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As Detroit Struggles, Foundations Shift Mission

Posted January 27, 2009 2:28 PM by Dylan Miyake

A recent article in the New York Times talked about the shift in focus of the Hudson-Webber Foundation in downtown Detroit. For years, Hudson-Webber has been funding organizations in the Detroit metro area. Given the changing philanthropic and economic landscape, however, Hudson-Webber has had to start playing a new role: "picking winners and losers."

The report last summer from the Boston Foundation underlines the crisis currently underway in our nation's charities. There are simply too many organizations chasing too few dollars for the system as it currently exists to be sustainable. The "cost of capital" (read fundraising) is too high, administrative costs are too high (on a sector-wide basis), and there's too much overlap in the services provided.

This means that community foundations like Hudson-Webber have to choose "winners and losers" and are starting to compel organizations they choose to work with to merge, downsize, or otherwise restructure in order to get the necessary grants. In the article referenced above, a niche provider was forced to merge with Matrix Human Services, which provides a broad array of services.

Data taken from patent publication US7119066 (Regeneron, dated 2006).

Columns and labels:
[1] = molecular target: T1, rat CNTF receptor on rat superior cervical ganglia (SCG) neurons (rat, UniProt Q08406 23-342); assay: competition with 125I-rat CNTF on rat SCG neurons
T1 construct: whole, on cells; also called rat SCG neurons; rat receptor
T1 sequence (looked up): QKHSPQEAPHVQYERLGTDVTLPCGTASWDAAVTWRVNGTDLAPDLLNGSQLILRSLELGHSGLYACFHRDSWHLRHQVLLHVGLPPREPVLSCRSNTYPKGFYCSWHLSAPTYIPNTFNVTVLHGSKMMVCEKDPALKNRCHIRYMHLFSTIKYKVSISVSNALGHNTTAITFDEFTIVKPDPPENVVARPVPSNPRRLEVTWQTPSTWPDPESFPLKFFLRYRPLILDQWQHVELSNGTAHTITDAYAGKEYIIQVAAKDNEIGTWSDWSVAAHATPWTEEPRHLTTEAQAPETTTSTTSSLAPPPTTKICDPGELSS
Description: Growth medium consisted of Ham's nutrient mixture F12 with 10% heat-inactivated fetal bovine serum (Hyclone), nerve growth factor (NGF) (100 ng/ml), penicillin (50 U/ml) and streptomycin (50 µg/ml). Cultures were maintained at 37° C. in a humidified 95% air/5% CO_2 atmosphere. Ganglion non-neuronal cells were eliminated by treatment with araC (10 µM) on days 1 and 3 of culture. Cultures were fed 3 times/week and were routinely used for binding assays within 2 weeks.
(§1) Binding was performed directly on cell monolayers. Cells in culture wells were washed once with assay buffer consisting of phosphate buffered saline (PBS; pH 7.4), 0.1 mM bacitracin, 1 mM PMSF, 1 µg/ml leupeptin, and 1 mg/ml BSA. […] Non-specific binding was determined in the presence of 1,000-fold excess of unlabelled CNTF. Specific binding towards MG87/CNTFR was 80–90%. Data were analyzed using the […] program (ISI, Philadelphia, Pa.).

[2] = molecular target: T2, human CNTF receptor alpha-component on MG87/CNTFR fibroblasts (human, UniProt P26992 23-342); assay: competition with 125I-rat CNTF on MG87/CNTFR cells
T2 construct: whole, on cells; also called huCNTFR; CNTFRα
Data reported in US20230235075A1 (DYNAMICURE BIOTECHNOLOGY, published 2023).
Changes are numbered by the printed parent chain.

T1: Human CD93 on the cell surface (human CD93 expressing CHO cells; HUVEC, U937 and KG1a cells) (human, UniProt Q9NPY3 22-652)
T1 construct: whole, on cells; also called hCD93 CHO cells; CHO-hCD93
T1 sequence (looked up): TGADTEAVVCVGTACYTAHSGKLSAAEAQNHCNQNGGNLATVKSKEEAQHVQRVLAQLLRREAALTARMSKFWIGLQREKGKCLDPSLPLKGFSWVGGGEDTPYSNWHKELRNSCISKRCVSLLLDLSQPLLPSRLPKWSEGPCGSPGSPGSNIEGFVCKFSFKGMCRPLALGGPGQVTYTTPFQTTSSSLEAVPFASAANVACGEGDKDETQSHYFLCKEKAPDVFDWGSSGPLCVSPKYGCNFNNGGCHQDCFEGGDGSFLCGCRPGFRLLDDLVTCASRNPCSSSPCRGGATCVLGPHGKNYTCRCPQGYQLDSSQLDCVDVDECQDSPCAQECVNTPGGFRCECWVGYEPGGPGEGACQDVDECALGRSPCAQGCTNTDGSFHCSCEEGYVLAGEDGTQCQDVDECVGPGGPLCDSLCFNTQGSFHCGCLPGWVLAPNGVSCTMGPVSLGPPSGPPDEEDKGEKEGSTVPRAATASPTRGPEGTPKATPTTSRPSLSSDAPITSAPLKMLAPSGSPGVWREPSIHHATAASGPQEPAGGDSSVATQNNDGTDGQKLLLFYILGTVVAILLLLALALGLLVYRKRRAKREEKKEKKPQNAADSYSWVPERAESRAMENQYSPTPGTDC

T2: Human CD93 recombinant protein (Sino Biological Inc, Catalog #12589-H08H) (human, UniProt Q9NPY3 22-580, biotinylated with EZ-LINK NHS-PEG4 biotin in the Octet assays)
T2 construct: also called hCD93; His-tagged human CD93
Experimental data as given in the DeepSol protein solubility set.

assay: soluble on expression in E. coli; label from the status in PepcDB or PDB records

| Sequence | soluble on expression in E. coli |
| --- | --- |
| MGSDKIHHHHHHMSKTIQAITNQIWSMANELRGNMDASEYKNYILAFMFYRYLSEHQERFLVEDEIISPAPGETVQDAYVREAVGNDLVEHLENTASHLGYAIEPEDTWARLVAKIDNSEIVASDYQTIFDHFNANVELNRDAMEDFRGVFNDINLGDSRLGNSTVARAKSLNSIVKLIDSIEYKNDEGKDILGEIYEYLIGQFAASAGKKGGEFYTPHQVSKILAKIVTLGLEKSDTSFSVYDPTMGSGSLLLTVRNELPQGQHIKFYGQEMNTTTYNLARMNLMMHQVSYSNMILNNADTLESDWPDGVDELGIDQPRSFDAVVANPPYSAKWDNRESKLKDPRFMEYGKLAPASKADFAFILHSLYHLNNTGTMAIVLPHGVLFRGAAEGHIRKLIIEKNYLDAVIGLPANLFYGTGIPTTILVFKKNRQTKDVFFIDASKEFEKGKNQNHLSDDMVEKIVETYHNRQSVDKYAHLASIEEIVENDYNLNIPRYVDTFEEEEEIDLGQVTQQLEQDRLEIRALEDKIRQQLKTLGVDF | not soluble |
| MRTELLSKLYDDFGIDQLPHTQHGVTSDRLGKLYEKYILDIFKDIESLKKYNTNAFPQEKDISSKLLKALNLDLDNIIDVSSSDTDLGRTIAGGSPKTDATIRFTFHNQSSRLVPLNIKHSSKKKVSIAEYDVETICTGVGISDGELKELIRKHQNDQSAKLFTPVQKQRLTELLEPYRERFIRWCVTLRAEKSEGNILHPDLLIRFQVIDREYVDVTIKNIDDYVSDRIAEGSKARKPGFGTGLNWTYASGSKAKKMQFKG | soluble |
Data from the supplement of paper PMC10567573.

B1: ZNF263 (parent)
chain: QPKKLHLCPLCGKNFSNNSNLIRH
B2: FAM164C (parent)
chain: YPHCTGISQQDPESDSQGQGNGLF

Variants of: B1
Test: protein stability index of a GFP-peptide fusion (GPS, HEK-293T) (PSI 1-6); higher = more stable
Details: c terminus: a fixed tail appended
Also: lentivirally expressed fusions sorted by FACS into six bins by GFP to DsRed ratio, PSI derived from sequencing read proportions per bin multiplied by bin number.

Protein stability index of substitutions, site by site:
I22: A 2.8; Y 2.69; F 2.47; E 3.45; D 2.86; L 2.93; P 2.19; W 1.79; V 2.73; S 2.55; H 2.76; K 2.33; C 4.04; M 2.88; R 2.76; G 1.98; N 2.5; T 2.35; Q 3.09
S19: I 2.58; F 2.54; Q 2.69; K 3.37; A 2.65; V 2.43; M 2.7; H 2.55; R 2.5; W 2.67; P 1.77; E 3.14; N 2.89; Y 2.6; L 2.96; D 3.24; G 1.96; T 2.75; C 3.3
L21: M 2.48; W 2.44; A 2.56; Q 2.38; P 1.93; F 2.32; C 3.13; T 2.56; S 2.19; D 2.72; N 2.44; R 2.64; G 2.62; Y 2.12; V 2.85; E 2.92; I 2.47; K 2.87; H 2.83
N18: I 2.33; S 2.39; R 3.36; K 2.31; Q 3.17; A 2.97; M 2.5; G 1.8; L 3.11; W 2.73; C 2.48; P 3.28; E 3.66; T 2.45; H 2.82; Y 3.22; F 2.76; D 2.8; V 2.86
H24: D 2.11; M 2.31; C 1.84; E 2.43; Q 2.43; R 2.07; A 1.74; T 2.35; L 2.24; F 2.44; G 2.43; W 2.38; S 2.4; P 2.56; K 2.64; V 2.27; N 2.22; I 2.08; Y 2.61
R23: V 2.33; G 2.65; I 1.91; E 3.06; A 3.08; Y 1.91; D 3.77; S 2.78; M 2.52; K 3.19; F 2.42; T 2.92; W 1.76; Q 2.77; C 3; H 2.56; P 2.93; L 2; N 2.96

What does this mean for us in the sector? Well, it's more important than ever that we begin to professionalize our management structures and ensure that we're focused on strategy. We should also seek to form alliances and coalitions with other organizations that provide like services before they are forced upon us. And we must prove our impact in ways we've never had to before.

The Balanced Scorecard is a way for us to start that conversation, as it helps us frame our discussion around our strategy and our unique characteristics. It's also a way for us to prove our impact with the community, funders, and agencies. Beyond that, however, the Balanced Scorecard is a great way for us to show that we're actively managing and running our organizations for maximum impact.

But whether you run out tomorrow and implement the Balanced Scorecard or not, rest assured that the question is coming -- probably from one of your major funders -- how do you make an impact? And how do you differentiate yourself from XYZ? You need to have a compelling answer.